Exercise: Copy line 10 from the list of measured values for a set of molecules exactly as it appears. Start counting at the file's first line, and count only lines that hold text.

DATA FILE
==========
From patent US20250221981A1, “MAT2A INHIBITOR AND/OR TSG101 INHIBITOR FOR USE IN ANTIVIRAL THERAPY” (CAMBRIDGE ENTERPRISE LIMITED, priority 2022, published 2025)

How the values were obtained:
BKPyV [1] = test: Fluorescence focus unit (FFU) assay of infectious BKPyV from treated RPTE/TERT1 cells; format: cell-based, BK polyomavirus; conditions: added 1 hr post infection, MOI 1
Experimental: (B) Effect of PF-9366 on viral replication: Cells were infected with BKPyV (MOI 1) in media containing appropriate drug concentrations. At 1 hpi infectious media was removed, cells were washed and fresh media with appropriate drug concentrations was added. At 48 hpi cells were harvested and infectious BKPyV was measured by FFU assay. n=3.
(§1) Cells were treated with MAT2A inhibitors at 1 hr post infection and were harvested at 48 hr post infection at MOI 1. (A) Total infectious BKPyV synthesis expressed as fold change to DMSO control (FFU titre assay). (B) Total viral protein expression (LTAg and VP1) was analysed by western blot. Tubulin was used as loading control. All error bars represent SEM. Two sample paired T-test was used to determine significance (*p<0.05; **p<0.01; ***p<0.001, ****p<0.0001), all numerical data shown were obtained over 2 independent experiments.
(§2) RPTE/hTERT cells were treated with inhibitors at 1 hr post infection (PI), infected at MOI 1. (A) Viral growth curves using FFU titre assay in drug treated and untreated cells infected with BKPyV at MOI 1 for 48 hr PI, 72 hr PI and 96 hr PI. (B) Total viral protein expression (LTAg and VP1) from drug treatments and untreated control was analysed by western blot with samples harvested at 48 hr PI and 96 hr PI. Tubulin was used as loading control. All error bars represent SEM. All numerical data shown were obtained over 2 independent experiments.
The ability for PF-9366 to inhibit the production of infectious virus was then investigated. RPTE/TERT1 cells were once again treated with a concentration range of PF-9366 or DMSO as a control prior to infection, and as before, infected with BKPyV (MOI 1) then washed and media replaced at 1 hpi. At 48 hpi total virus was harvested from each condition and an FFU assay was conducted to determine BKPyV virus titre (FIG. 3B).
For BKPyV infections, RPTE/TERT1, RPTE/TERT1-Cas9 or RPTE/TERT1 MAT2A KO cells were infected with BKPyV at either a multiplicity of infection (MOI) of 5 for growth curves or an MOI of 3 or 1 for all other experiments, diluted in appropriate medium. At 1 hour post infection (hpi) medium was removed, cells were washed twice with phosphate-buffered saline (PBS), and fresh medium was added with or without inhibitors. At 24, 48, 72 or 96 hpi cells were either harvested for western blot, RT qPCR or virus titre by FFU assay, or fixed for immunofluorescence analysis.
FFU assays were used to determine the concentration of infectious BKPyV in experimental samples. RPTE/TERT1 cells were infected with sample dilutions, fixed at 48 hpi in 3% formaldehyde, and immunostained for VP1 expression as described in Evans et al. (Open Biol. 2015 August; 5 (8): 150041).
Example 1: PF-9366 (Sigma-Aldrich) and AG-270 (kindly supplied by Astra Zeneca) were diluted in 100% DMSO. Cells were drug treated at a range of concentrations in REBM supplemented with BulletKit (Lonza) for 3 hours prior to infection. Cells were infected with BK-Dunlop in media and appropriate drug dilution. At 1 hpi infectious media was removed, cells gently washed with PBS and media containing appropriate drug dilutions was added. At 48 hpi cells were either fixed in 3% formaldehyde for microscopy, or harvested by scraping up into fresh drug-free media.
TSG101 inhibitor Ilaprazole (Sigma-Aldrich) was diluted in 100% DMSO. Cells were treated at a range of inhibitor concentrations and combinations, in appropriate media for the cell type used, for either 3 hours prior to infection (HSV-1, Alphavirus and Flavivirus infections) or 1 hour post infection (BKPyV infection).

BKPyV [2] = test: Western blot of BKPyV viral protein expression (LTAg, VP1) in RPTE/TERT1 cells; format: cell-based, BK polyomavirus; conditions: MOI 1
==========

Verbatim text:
Example 1: PF-9366 (Sigma-Aldrich) and AG-270 (kindly supplied by Astra Zeneca) were diluted in 100% DMSO. Cells were drug treated at a range of concentrations in REBM supplemented with BulletKit (Lonza) for 3 hours prior to infection. Cells were infected with BK-Dunlop in media and appropriate drug dilution. At 1 hpi infectious media was removed, cells gently washed with PBS and media containing appropriate drug dilutions was added. At 48 hpi cells were either fixed in 3% formaldehyde for microscopy, or harvested by scraping up into fresh drug-free media.